Re: 'reactionary'

From: Michael S. Lorrey (
Date: Wed Jul 12 2000 - 11:34:46 MDT

scerir wrote:
> I have found in some dictionary and in some e-dictionary those terms
> *eversion* and *eversive*. I suppose that these terms come from the latin
> *ex-vertere*, which has not
> the same meaning as *sub-vertere* (subversion, subversive).
> In Italy we use so much the term eversione and the term rivoluzione
> (revolution).
> Revolution is, in principle, or in theory, linked to freedom, while
> eversione (eversion) is linked to some subtle, hidden oppression, or to
> fascism.

Eversion is actually merely the democratic process, akin to voting out of office
(i.e. turning the inside out) politicians comfortable in their power. Its
typical that an area steeped in communist theory would see the democratic
process as perpetuating oppression and fascism.

> In the '60s and in the '70s we had both. We had *eversive* bombs and we had
> also the revolutionary Red Brigades (still existing). Now we have a sort of
> unabomber (we too).
> But the very point is: do the extropic themes *appear* (in EU *catholic*
> countries) linked to freedom? I do not think so.

Where the Catholic establishment in EU countries, like many other organized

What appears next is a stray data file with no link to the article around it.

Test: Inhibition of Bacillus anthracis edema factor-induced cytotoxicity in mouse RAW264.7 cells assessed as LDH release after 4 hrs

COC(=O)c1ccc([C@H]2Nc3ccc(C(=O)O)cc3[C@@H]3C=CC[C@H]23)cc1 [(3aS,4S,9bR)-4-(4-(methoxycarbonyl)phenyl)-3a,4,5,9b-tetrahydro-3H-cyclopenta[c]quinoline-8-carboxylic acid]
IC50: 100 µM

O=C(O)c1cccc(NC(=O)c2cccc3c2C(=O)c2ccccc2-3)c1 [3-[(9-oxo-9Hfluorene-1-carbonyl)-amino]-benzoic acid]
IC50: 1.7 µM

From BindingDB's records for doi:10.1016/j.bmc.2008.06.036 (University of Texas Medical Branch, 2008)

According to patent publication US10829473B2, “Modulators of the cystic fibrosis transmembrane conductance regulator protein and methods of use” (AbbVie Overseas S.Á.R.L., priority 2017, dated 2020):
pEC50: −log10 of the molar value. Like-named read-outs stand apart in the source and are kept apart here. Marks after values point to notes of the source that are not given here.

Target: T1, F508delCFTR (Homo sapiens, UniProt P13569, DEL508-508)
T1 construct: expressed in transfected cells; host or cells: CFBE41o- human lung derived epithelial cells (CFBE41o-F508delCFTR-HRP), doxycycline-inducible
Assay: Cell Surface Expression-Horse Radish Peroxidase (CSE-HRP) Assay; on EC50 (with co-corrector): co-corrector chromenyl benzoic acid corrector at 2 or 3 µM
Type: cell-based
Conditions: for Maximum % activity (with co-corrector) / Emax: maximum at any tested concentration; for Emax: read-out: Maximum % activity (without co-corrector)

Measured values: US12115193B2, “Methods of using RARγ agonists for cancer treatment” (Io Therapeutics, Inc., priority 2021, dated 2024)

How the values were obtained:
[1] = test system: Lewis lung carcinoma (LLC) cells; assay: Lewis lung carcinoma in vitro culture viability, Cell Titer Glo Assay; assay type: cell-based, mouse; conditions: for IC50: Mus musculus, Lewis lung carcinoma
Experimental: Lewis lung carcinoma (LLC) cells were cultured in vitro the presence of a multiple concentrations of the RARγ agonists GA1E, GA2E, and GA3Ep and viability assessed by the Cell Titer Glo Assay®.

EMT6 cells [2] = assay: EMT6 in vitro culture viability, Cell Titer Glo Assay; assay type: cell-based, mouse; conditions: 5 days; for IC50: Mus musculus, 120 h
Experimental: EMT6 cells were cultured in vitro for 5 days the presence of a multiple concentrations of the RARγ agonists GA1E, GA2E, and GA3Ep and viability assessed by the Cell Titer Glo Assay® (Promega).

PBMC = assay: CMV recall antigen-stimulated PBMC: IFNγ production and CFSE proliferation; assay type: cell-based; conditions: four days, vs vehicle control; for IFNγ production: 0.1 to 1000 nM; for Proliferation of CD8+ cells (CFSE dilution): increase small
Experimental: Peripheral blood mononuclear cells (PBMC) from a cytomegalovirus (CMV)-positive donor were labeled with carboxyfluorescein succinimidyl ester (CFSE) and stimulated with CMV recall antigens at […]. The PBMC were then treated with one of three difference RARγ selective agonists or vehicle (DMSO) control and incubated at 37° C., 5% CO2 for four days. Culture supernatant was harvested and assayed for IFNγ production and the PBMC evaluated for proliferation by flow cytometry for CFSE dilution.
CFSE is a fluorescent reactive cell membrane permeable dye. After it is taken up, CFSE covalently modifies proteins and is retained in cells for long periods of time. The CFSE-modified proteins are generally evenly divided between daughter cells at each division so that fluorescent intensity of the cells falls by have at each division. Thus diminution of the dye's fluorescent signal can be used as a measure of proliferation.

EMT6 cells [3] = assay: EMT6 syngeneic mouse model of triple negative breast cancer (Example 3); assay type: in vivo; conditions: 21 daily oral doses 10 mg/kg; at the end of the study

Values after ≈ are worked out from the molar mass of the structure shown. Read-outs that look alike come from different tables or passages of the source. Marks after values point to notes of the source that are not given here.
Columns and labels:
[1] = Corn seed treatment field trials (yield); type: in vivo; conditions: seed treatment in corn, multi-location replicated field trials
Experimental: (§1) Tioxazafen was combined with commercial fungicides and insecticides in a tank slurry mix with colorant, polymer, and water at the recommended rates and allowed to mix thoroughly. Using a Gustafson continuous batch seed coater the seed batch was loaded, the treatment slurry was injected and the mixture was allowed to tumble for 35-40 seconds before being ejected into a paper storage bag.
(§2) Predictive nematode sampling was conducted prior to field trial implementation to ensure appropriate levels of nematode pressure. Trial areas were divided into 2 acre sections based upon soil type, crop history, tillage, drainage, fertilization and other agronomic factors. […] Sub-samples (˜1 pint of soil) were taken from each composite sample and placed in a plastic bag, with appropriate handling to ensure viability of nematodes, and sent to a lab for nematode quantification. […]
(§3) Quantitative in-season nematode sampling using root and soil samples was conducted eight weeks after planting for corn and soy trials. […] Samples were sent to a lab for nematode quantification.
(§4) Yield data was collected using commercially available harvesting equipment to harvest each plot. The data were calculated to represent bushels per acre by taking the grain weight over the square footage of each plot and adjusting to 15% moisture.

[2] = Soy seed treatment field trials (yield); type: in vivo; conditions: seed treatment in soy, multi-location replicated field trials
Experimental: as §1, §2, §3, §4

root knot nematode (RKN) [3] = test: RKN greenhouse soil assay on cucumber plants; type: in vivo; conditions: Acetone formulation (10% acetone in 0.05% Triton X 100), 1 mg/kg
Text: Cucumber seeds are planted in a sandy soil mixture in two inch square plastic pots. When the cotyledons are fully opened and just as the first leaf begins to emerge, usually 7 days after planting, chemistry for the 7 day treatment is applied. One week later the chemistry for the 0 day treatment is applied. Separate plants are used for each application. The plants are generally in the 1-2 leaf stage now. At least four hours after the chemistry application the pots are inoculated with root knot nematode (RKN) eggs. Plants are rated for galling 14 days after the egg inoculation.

religions sees ideas like 'freedom of religion' to mean that they are free to
force their religion on others, and any restraint on that freedom must be

Its a twist, much like how people view freedom of expression not to mean "I have
a right to my own opinions", but that "Everyone has a right to my opinions".
This is the typical busybodiness that causes the encroachment of government
power, authoritarianism of any kind that thinks that leaving individuals to
their own devices is a violation of nature.

> In my modest opinion, (EU) extropians have to do every effort in this
> direction.

EU countries seem to suffer from a severe case of doublespeak.

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